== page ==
August was a great reading month as I delved into some intriguing new worlds…mostly fantasy but who is complaining? I had a little laugh about the majority of the stories following along with the enemies to lover trope. This trope is always welcome in my library because it always ticks all my boxes.
Kingdom of the Wicked by Kerri Maniscalco (5 stars)
I began the month off with Kingdom of the Wicked. And my gosh, it did not disappoint at all. My entire review is up on the site, if you click through last months uploads. Kingdom of the Wicked has been added to my five star list to recommend. Its an exciting tale of witches and Princes of Hell in the Italy; late 18th century-early 19th century, I believe. The food descriptions are incredible and the banter between these two protagonists is exemplary. All of these fantastical settings are making me want to delve back into these Medieval type settings and dance (I’m reminded of Kingdom Dance from Tangled and Sea Shantys).
“You always have the power of choice, even when those choices seem limited. Never forget that
The King of Crows by Libba Bray (4 stars)
Overall, The King of Crows was an enjoyable read. It had remarkable moments that had me giddy and laughing. Although, I have to give the ball to the third book in the series. The ending for this series was a bit underwhelming and I wish we had more time to develop the relationships between the whole group. Also the ending had references to WW2 and I thought that would be a far more interesting plot to tangle with.
My final thoughts: this is still a series driven by characters and Libba Bray performs well in this regard. The setting is so-very reminiscent of the 1920s with all of the references, dancing, singing and culture. The blossoming romances and friendships were my favourite part of the story, especially when you see the seams of the found family concept building. OVERALL, highly recommend this series if you love historical fiction, fantasy, occult, mystery, thriller.
We Free the Stars by Hafsah Faizal (5 stars)
This addition should not be a surprise as I have raved about this duology across my platform and to many, many people. My absolute favourite of the month goes to We Free the Stars! It’s a phenomenal sequel and somehow even more spectacular than the first book??!! Nasir and Zafira are literally one of my OTPs now and I’ll be rereading this story for sure!! Its a tale of devotion, will and love that I’ll recommend to all of my friends and continue to rave about. There’s the epic romance, the slow-burn of the relationship and the dangerous role of darkness, reflected internally and externally through the death of magic.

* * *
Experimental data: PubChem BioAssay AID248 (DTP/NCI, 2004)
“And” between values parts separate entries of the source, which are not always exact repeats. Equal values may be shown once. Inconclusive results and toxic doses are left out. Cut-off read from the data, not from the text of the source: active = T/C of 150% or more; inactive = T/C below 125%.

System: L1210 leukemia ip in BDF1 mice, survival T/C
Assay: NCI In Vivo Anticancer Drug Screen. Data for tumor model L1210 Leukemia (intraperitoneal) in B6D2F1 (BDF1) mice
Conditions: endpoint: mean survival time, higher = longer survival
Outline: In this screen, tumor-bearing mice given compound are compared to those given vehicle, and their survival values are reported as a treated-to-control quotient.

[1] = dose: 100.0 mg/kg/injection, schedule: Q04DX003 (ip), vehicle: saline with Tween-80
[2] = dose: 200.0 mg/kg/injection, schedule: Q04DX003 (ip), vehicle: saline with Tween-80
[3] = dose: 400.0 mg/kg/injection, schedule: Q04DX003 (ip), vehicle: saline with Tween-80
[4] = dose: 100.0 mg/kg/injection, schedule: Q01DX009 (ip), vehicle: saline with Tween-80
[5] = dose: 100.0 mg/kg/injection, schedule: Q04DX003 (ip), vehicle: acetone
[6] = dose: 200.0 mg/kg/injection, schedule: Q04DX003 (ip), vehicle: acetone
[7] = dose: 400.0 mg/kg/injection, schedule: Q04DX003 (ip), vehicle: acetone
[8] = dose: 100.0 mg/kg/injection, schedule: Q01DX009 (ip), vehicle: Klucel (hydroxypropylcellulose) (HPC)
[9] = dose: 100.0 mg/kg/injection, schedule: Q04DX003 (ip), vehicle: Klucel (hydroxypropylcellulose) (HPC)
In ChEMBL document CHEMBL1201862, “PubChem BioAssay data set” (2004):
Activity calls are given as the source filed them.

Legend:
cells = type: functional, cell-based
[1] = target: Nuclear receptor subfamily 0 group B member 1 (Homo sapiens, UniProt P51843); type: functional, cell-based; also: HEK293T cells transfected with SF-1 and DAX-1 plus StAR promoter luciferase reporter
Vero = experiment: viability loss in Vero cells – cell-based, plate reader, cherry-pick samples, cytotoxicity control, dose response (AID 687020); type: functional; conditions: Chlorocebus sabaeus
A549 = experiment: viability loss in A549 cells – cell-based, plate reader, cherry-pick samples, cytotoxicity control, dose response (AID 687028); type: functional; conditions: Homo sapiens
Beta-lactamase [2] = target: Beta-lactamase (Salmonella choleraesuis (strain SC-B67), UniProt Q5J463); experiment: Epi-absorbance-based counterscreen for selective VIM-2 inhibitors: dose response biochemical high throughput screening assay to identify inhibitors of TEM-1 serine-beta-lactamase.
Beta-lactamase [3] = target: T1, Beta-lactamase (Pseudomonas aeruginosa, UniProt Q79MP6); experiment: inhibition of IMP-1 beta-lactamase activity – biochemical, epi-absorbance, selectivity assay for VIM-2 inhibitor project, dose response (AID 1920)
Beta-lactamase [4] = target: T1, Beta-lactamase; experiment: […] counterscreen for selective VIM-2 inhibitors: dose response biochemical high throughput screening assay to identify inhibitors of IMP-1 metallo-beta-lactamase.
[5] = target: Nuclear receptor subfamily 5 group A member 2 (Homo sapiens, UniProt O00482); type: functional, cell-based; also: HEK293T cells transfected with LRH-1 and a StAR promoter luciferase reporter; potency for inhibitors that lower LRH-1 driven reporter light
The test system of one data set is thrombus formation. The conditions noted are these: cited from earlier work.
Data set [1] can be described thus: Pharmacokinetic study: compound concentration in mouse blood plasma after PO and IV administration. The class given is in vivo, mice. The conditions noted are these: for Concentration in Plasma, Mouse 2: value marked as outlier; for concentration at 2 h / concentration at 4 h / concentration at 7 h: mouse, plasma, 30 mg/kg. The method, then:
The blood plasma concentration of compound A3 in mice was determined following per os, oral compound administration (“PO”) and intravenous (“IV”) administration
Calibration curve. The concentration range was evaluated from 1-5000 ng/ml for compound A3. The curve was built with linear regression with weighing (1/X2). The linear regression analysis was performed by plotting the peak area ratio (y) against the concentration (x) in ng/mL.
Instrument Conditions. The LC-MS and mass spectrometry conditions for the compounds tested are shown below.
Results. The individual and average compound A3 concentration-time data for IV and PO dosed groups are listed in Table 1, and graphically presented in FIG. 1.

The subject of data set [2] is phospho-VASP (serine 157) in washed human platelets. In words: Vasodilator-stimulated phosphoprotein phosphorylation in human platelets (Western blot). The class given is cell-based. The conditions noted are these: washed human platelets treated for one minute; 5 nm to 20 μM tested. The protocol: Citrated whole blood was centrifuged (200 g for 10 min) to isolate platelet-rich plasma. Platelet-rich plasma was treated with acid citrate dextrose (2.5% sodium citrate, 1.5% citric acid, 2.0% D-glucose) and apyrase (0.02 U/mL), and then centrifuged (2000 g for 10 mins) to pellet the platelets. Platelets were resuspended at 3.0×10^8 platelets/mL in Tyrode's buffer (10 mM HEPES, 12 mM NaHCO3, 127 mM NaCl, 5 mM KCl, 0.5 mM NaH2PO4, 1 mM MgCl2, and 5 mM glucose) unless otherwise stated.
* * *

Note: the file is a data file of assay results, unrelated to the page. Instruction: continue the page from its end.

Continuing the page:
“Darkness doesn’t need to be destroyed. We need the dark as much as we need light. It makes us bold, as much as it makes us afraid.” She smiled. “Darkness needs only to be tamed.”
The Seven Husbands of Evelyn Hugo by Taylor Jenkins Reid (4 stars)
The Seven Husbands of Evelyn Hugo is an excellent and engaging story that quickly captures your attention, teases you with questions, and reveals right up until you think you’ve uncovered something only to dissuade your deductions. It was unlike what I expected – this story is one of a woman’s objectification in society as they deem her worthy of attention and admiration simply because of her image and fame. TJR composes a distinctive novel across decades that I’m sure sticks out from the rest.
“It’s always been fascinating to me how things can be simultaneously true and false, how people can be good and bad all in one, how someone can love you in a way that is beautifully selfless while serving themselves ruthlessly.”
The Huntress by Kate Quinn (4 stars)
The Huntress is one of a book filled with mystery and anticipation as you await the final strike when our characters discover the Huntress and bring her to justice. The hunter becomes the hunted in an exhilarating tale of hope and justice for those stories lost during the war. The subtle hints of romance we get are also my favourite bits of this novel. Recommend if you love historical fiction set in WW2 and post-WW2.
“Some men ogle, some men look. The first makes us bristle, and the second makes us melt, and men are at an utter loss knowing the difference. But we do, and we know it at once.”
Serpent and Dove by Shelby Maurin (5 stars)
Serpent and Dove is one of those books that I knew would be a favourite. From the first chapter, I was hooked and I couldn’t – wouldn’t put it down. I finished it in possibly less than 10 hours and it was a journey! There’s great banter, romance, the enemies to lovers trope, of course, and much more to delve into. I’m in love with the main couple and their banter/chemistry. I need the sequel like today! The world reminds me of other stories I’ve read, but I’d say that Kingdom of the Wicked has some similarities to Serpent and Dove.
“There are some things that can’t be changed with words. Some things have to be seen. They have to be felt.”
A Wandering Reader